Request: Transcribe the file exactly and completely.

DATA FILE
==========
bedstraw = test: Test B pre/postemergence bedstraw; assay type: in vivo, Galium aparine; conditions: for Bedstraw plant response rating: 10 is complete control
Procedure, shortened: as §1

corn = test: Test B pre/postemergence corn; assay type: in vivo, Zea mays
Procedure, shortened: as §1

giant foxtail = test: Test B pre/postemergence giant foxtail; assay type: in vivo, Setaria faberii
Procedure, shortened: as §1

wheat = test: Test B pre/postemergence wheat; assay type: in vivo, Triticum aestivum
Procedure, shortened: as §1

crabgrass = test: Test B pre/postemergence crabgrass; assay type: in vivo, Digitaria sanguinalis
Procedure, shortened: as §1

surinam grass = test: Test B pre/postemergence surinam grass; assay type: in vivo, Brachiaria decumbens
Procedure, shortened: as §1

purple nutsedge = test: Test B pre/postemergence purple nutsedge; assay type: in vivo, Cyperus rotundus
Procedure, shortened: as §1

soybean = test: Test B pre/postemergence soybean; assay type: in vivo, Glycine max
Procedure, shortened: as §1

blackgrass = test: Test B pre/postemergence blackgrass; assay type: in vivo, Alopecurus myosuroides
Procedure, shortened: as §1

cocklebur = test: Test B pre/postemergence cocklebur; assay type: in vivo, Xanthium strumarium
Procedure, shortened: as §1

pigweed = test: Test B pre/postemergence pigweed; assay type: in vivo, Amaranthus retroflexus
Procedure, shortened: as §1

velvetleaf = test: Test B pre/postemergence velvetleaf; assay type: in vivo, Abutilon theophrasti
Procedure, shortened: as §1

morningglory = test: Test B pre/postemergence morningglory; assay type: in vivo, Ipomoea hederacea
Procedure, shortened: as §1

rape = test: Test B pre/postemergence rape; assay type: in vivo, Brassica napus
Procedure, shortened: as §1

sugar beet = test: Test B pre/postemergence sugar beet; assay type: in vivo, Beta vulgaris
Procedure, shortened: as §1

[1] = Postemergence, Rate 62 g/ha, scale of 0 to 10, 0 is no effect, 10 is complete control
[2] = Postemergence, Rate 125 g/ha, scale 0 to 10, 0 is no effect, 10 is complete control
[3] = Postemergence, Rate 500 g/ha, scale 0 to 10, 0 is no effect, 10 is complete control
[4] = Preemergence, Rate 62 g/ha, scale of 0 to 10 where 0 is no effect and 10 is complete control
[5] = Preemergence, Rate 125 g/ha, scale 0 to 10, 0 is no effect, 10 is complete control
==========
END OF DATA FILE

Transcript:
bedstraw = test: Test B pre/postemergence bedstraw; assay type: in vivo, Galium aparine; conditions: for Bedstraw plant response rating: 10 is complete control
Procedure, shortened: as §1

corn = test: Test B pre/postemergence corn; assay type: in vivo, Zea mays
Procedure, shortened: as §1

giant foxtail = test: Test B pre/postemergence giant foxtail; assay type: in vivo, Setaria faberii
Procedure, shortened: as §1

wheat = test: Test B pre/postemergence wheat; assay type: in vivo, Triticum aestivum
Procedure, shortened: as §1

crabgrass = test: Test B pre/postemergence crabgrass; assay type: in vivo, Digitaria sanguinalis
Procedure, shortened: as §1

surinam grass = test: Test B pre/postemergence surinam grass; assay type: in vivo, Brachiaria decumbens
Procedure, shortened: as §1

purple nutsedge = test: Test B pre/postemergence purple nutsedge; assay type: in vivo, Cyperus rotundus
Procedure, shortened: as §1

soybean = test: Test B pre/postemergence soybean; assay type: in vivo, Glycine max
Procedure, shortened: as §1

blackgrass = test: Test B pre/postemergence blackgrass; assay type: in vivo, Alopecurus myosuroides
Procedure, shortened: as §1

cocklebur = test: Test B pre/postemergence cocklebur; assay type: in vivo, Xanthium strumarium
Procedure, shortened: as §1

pigweed = test: Test B pre/postemergence pigweed; assay type: in vivo, Amaranthus retroflexus
Procedure, shortened: as §1

velvetleaf = test: Test B pre/postemergence velvetleaf; assay type: in vivo, Abutilon theophrasti
Procedure, shortened: as §1

morningglory = test: Test B pre/postemergence morningglory; assay type: in vivo, Ipomoea hederacea
Procedure, shortened: as §1

rape = test: Test B pre/postemergence rape; assay type: in vivo, Brassica napus
Procedure, shortened: as §1

sugar beet = test: Test B pre/postemergence sugar beet; assay type: in vivo, Beta vulgaris
Procedure, shortened: as §1

[1] = Postemergence, Rate 62 g/ha, scale of 0 to 10, 0 is no effect, 10 is complete control
[2] = Postemergence, Rate 125 g/ha, scale 0 to 10, 0 is no effect, 10 is complete control
[3] = Postemergence, Rate 500 g/ha, scale 0 to 10, 0 is no effect, 10 is complete control
[4] = Preemergence, Rate 62 g/ha, scale of 0 to 10 where 0 is no effect and 10 is complete control
[5] = Preemergence, Rate 125 g/ha, scale 0 to 10, 0 is no effect, 10 is complete control